About a million years ago, I owned a house in Philadelphia.
The New York Times had just bought VNI, which was based in Philly, and we had to move to NY.
(No great tragedy there).
The real estate market was depressed - there were 'for sale' signs up and down Chestnut Street, so the prospect of selling my house was thin, at best.
Instead, I decided to try and rent it.
One day, a guy came in to look at the house as a possible rental.
He had long black hair, a beard, wore a leather jacket.
At first I wasn't sure if he was there to rent the house or to rob me.
After looking at the house for a few minutes, he said he wanted it.
I was asking $2,000 a month.
He put a stack of brand new $100 bills on the table.
"Six month's rent", he said. "Can you be out by Monday?"
I stared at the pile of cash.
"Are you a drug dealer?" I asked.
"I'm gonna tell you three letters. If you're smart you'll take that money on the table and buy shares".
I had never heard of that.
"What is AOL?" I asked.
"America on Line," he said. "That's how I made all my money."
And so it was that I put $10,000 into AOL, and watched as the stock skyrocketed... and then collapsed.
Today, AOL is a joke. I do see it on the TV sets on the back of Manhattan taxis, but that's about it. If anyone has an @aol email account I immediately dismiss them as 'grandma'. Even my 80 year old mother has abandoned AOL.
The web giveth and the web taketh away.
Yahoo is already entering into AOL-land, and Microsoft is probably not far behind.
Microsoft. Once the undisputed king of the computer revolution could not make the transition to online, though they sure did try.
Web 2.0 is about to give way to web 3.0
And what is Web 3.0?
Here's a recent quote from Tim Cook, Apple's CEO: "through the last quarter, I should say, which is just 2 years after we shipped the initial iPad, we’ve sold 67 million. And to put that in some context, it took us 24 years to sell that many Macs and 5 years for that many iPods and over 3 years for that many iPhones. And we were extremely happy with the trajectory on all of those products. And so I think iPad, it’s a profound product."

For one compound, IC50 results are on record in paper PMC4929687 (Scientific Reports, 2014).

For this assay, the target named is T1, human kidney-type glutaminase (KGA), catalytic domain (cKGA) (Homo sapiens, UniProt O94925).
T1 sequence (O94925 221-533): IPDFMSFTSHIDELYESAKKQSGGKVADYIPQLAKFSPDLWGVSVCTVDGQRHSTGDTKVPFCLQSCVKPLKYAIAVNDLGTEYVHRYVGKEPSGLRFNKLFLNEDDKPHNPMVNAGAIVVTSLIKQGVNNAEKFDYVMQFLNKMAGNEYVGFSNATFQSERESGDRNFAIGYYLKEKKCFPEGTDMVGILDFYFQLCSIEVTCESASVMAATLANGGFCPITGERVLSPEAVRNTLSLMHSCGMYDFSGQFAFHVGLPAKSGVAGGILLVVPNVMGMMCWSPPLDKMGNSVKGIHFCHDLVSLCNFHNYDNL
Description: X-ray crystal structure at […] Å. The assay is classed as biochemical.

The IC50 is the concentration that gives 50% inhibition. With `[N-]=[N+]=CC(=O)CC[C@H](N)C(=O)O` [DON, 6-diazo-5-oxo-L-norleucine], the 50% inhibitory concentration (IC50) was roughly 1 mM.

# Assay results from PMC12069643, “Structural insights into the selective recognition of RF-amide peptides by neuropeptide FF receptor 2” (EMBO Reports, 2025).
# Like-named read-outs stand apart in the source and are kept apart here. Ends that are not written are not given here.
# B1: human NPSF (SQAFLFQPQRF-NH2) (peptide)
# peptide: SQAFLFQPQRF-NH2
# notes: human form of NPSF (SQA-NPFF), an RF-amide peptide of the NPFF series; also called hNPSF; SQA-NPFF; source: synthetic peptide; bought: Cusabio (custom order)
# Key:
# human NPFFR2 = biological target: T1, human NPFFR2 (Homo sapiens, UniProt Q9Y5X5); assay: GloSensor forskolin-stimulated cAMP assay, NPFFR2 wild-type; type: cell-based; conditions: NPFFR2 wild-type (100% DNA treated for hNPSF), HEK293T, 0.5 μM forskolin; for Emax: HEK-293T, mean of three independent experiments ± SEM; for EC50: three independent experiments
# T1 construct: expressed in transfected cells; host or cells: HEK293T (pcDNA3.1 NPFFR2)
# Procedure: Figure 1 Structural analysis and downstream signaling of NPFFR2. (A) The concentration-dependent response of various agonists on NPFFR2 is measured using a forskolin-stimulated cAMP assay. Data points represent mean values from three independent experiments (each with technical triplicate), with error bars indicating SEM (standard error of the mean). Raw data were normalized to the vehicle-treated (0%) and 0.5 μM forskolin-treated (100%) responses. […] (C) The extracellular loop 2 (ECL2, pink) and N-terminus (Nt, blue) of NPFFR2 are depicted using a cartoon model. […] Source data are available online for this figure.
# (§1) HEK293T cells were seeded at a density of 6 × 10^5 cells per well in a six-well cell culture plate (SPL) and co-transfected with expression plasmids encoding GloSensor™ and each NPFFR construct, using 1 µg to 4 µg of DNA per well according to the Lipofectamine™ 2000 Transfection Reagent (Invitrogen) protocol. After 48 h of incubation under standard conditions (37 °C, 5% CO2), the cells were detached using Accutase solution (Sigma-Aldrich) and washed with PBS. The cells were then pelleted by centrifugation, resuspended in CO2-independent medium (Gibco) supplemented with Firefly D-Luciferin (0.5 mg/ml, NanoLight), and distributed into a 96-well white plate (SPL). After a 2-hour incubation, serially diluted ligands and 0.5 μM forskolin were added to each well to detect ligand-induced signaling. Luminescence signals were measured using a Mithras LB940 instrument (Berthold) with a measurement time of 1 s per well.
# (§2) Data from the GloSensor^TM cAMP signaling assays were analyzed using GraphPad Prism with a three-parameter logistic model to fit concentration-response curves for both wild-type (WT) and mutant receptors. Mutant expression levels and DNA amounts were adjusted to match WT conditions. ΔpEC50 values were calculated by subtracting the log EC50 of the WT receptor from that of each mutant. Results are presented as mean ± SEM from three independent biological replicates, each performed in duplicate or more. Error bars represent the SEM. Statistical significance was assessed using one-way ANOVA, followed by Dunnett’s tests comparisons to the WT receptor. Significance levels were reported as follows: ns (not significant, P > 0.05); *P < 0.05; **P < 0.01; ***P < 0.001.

iPads and iPhone. Particularly the phones. There are already 6 billion cell phones in 6 billion hands worldwide.
No one has to buy a computer to participate
No one has to tune into a cable channel, or get cable, or buy a TV.
If you think that Discovery Networks in 95 million homes is powerful, how's 6 billion homes?
But Facebook has an app!
Yes it does, but despite its market valuation of $100 billion+, it has yet to find a way to make money off of mobile, and its income of $3.5B last year is actually down this year. Its mobile application is but a shadow of its online website. Can it adapt?
The lesson of the past is that paradigm shifts in technology are ruthless.
New companies that are direct outgrowths of those new technologies tend to be far more successful than those that try and re-engineer.
And what is the underlying architecture of mobile?
In my opinion (for what it is worth), it is about participation as opposed to observation.
We use a phone to reach outward as much as we do to receive. It's a tool for a never-ending multilogue.
You use it to put stuff 'into' the discussion, as opposed to just 'watching' it.
And it's about text and voice and video and stills.
Instagram is just the tip of the iceberg.
But icebergs, as we know, can have unpredictable consequences when they strike previously thought unsinkable companies.